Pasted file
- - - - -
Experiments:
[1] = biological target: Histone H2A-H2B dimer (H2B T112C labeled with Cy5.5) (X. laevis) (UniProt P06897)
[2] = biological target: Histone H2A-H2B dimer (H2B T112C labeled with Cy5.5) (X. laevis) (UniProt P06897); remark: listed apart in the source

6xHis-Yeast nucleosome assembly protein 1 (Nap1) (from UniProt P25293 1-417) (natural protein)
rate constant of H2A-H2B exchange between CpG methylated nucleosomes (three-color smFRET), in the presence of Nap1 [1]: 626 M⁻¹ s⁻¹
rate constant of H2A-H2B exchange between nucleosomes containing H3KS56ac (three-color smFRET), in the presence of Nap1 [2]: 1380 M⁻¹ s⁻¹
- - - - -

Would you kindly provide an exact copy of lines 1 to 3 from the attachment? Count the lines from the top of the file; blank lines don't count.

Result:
Experiments:
[1] = biological target: Histone H2A-H2B dimer (H2B T112C labeled with Cy5.5) (X. laevis) (UniProt P06897)
[2] = biological target: Histone H2A-H2B dimer (H2B T112C labeled with Cy5.5) (X. laevis) (UniProt P06897); remark: listed apart in the source